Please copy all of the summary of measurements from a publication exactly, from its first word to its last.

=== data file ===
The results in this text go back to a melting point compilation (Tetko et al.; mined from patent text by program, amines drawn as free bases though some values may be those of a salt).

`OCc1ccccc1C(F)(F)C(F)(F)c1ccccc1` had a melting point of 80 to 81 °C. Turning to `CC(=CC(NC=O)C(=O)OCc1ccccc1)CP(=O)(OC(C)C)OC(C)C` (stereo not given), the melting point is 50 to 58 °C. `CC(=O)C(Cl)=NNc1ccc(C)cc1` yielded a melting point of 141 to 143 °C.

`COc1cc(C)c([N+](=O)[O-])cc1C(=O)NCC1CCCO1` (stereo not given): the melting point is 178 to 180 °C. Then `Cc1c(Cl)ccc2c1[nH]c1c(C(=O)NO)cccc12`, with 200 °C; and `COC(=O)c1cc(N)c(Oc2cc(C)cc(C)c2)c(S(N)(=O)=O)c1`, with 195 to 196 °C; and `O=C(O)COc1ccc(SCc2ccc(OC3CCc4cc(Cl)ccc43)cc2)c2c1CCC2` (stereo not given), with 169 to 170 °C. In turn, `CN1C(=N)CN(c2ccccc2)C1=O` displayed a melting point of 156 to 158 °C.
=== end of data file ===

The results in this text go back to a melting point compilation (Tetko et al.; mined from patent text by program, amines drawn as free bases though some values may be those of a salt).

`OCc1ccccc1C(F)(F)C(F)(F)c1ccccc1` had a melting point of 80 to 81 °C. Turning to `CC(=CC(NC=O)C(=O)OCc1ccccc1)CP(=O)(OC(C)C)OC(C)C` (stereo not given), the melting point is 50 to 58 °C. `CC(=O)C(Cl)=NNc1ccc(C)cc1` yielded a melting point of 141 to 143 °C.

`COc1cc(C)c([N+](=O)[O-])cc1C(=O)NCC1CCCO1` (stereo not given): the melting point is 178 to 180 °C. Then `Cc1c(Cl)ccc2c1[nH]c1c(C(=O)NO)cccc12`, with 200 °C; and `COC(=O)c1cc(N)c(Oc2cc(C)cc(C)c2)c(S(N)(=O)=O)c1`, with 195 to 196 °C; and `O=C(O)COc1ccc(SCc2ccc(OC3CCc4cc(Cl)ccc43)cc2)c2c1CCC2` (stereo not given), with 169 to 170 °C. In turn, `CN1C(=N)CN(c2ccccc2)C1=O` displayed a melting point of 156 to 158 °C.